Finished 'Writing an interpreter in Go'

I did it. I finished a non-fiction book and completed all the exercises in the book. I just completed 'Writing an interpreter in Go' by Thorsten Ball. I read the entire book, cover to cover.

With a fulltime job, wife, kids and a house it is not often I find the time to finish a book like this. Sure, I read a bit here and there - but I don't always find the time to sit down and do the actual work of the books that I read. So completing the last page of the book felt like an achievement of sorts. It helped me along the way that it was a cool subject and that Ball is able to convey the content in a clear way. He writes very conversationally while still delivering a good theoretical background.

About the book

The subject of the book should not come as a surprise after having read the title. 'Writing an interpreter in Go' is about.... writing an interpreter in Go. And one of the goals Ball sets is to use no 3rd party libraries. And he actually keeps to this promise. Most of the time when I see such promises in books there is always exceptions and they end up using one or two libraries anyways. This goal makes it very easy to translate the implementation from Go to any other language. You can see on the Monkey Language webpage that the interpreter has been implemented in pretty much all languages. Using no 3rd party libraries also helps you understand every bit of the interpreter: Nothing is hidden behind a magic function.

The language that you implement an interpreter for is the Monkey Language. It looks a bit like javascript and behaves similarly. But it is easy to read and write and does not have too much fuzz about it. This makes it easy to follow along on the examples and code snippets because you do not have to waste time figuring out why the language behaves strangely or why a line of Monkey language code does something that seems like magic. If you know how to program in pretty much any language, you should be able to easily decipher the Monkey language.

You will start from scratch with no code, no tests and no project files and 250 pages later you will have a fully functioning interpreter. There is a lot of code in the book and everything is done in TDD fashion.

If you are interested in compilers or interpreters and want an easy-to-follow project, this is definitely the book for you. It was fun and leaves you with a fully working interpreter that you can easily extend by yourself. Ball describes the reasoning for all the steps and provides you enough theory to take new concepts and add them to the finished codebase.

Writing an interpreter in Go ... in Java?

I chose to write the implementation of the interpreter in Java. I know, I know, Java is not very sexy and sooo last year (decade?). All the cool kids are either doing it in Go or Rust today. I actually started doing it in Rust and with the pattern matching in Rust it felt like a great fit. But then I decided that I wanted a chance to test out the new features in recent Java version that I do not get to try out at work. It is also rare that I create a Java project from scratch so that was a small exercise. Trying out pattern match for switch (as mentioned here) was a fun experience. Java might not be sooo last year anymore.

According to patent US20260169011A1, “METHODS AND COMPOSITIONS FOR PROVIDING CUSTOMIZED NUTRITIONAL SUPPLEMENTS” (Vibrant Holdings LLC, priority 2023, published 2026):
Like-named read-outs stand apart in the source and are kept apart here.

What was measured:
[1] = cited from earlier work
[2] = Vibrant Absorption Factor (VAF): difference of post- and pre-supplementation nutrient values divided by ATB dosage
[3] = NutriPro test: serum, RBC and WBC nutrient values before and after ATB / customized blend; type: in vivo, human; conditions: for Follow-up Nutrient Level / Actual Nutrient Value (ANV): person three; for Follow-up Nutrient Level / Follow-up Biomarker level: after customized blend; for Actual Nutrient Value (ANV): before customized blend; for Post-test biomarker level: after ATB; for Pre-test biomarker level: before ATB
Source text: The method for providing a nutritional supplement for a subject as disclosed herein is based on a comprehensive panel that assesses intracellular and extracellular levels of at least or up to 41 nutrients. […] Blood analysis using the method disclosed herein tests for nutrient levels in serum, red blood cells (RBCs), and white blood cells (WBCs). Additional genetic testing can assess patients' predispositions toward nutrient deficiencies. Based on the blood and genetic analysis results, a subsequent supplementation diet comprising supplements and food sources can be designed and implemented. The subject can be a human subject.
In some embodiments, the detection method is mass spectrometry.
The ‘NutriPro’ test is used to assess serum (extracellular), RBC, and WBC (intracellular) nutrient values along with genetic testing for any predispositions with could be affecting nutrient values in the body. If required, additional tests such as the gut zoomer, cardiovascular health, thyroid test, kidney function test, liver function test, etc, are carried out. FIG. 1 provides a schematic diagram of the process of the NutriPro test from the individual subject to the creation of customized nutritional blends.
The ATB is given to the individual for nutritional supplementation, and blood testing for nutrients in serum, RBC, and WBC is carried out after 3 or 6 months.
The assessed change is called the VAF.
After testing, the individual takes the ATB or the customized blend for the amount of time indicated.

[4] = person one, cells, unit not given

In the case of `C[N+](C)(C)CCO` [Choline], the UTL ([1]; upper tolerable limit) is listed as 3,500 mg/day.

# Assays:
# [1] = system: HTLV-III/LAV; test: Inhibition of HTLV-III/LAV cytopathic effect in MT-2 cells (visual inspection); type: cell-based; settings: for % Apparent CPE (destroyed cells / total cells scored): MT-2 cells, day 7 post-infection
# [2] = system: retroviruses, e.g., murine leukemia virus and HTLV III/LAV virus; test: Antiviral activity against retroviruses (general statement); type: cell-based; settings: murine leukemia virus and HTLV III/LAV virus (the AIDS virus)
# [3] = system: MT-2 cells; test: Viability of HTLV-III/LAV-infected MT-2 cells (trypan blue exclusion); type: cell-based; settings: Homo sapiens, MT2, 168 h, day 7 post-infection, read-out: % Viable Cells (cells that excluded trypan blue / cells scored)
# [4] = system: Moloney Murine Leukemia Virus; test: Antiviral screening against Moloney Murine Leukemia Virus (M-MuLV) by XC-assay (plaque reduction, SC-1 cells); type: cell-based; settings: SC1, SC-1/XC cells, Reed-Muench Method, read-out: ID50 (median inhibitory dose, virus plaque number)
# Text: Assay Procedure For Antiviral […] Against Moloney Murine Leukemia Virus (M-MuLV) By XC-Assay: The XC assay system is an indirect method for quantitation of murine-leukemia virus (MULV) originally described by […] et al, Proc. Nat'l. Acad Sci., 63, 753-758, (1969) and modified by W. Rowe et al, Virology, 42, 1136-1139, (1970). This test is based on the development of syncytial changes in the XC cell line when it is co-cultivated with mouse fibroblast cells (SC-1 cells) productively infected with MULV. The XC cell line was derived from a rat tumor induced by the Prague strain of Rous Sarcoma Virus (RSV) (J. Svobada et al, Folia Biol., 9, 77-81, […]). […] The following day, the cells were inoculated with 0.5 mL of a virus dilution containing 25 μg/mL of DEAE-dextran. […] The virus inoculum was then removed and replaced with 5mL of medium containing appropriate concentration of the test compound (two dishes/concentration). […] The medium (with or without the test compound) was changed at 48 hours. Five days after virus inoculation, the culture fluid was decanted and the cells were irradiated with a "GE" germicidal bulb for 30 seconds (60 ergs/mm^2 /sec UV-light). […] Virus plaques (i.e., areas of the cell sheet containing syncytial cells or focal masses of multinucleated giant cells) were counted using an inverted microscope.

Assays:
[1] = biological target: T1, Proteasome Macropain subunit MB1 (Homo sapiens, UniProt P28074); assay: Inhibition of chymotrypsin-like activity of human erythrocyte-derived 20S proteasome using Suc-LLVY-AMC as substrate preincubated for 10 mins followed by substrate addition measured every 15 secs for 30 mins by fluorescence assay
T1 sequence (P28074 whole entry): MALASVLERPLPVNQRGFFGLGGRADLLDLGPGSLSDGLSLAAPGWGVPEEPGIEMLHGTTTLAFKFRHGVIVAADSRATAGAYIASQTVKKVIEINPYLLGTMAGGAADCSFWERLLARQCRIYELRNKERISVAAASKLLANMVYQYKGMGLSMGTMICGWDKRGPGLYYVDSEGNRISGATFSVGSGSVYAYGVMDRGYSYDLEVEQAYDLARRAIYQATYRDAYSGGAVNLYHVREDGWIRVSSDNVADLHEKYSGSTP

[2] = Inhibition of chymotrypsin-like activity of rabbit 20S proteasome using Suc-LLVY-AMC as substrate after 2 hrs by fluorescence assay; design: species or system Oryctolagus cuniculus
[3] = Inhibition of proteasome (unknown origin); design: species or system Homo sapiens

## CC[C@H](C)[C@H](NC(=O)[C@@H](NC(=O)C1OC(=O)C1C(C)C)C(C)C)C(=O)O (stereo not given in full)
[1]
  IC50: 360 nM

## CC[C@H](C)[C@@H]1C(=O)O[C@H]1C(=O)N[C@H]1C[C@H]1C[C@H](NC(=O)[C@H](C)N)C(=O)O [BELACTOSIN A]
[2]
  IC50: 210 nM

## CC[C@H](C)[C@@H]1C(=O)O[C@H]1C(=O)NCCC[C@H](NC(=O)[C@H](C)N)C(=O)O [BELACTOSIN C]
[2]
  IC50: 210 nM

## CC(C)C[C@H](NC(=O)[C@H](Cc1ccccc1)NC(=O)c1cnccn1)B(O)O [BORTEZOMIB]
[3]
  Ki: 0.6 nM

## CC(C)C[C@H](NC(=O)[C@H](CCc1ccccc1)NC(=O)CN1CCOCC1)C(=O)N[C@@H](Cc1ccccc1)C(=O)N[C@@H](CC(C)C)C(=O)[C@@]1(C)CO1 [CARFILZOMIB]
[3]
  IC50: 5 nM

This might be sacrilegious to say but I definitely prefer the code structure of Java compared to Rust and Go. I have many small logical files with clear names instead of bigger files containing lots and lots of structs. And with Functional Interfaces, streams, pattern matching and records I do not really feel like I am missing out on the modern cool stuff that attracts people to Go and Rust.

What's next?

I left a bunch of TODO's in my code that I need to fix. I also have a few ideas for how to make the code prettier and easier to read. So I will work on that. I think it could be fun to throw the code into a backend and then create a website where you can REPL the Monkey language and explore the AST. So there is definitely still work to be done on the code even though I am done with the book.

Thorsten Ball has also written a successor to this book. It is called 'Writing a compiler in Go'. That is a project I will start maybe first thing in the new year. It is a little thicker than his interpreter book with around 330 pages.

I think you should read it too

The subject of the book was easy to digest because of the writing style of Ball. It is far from dry and he talks you through thing rather than just stating facts. If you are able and willing to do the code in the book you are rewarded with a working interpreter and a lot of green checkmarks due to the test driven development style of the book.

Discussion, links, and tweets

I'm a developer and CS graduate. Follow me on Twitter; you'll enjoy my tweets.

I also keep an "ask me anything" type of project in a repository on GitHub (naturally!). Feel free to ask me a question.